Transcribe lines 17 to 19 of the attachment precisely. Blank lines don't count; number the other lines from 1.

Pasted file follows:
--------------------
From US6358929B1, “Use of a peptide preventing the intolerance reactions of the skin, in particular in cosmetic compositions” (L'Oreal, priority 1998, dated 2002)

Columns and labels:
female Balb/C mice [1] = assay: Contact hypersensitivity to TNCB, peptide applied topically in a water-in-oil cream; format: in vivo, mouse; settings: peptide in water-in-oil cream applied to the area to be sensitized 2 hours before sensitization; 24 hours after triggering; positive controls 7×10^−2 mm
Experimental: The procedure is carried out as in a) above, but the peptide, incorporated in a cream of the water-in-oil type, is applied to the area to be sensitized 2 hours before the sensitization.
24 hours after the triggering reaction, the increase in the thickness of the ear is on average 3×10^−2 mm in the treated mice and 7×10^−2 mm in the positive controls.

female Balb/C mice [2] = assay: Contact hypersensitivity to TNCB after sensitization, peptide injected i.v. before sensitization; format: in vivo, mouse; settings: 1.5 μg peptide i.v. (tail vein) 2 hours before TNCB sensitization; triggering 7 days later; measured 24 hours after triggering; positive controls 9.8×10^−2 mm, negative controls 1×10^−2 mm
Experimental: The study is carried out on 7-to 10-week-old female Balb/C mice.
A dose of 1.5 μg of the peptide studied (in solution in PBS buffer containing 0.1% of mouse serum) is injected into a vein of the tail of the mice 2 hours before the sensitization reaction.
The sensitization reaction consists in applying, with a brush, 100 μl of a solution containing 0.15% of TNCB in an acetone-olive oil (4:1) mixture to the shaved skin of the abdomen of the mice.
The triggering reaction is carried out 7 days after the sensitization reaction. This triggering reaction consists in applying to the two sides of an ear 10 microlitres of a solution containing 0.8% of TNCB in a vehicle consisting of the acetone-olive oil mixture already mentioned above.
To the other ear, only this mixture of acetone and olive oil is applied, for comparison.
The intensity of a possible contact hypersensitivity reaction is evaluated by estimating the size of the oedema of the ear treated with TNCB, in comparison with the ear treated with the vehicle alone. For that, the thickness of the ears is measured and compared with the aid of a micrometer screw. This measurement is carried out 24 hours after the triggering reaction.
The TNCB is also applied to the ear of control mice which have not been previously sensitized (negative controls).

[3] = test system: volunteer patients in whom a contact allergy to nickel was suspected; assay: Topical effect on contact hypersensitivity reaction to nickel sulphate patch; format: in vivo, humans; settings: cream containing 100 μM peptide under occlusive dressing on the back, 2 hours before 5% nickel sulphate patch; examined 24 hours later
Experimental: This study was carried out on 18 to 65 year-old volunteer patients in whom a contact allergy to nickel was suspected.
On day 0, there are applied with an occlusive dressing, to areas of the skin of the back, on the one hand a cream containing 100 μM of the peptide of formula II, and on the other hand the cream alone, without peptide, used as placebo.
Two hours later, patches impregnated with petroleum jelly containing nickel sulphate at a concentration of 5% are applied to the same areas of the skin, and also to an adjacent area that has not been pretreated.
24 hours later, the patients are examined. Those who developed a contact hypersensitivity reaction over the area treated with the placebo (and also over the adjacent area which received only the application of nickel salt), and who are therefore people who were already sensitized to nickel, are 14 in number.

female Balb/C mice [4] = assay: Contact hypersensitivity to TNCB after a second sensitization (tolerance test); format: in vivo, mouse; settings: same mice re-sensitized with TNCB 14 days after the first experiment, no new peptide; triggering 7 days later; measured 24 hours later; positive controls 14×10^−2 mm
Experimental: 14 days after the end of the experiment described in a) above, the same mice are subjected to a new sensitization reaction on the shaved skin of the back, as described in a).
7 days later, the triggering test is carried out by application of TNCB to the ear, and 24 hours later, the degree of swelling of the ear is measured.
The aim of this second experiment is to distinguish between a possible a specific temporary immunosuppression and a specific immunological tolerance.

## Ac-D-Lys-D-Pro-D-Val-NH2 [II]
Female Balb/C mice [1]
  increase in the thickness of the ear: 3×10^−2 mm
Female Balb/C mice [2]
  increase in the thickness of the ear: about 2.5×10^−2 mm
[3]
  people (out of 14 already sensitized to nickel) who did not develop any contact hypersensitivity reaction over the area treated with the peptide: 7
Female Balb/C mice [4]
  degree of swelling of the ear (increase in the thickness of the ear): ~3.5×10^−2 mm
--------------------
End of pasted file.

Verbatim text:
Two hours later, patches impregnated with petroleum jelly containing nickel sulphate at a concentration of 5% are applied to the same areas of the skin, and also to an adjacent area that has not been pretreated.
24 hours later, the patients are examined. Those who developed a contact hypersensitivity reaction over the area treated with the placebo (and also over the adjacent area which received only the application of nickel salt), and who are therefore people who were already sensitized to nickel, are 14 in number.

female Balb/C mice [4] = assay: Contact hypersensitivity to TNCB after a second sensitization (tolerance test); format: in vivo, mouse; settings: same mice re-sensitized with TNCB 14 days after the first experiment, no new peptide; triggering 7 days later; measured 24 hours later; positive controls 14×10^−2 mm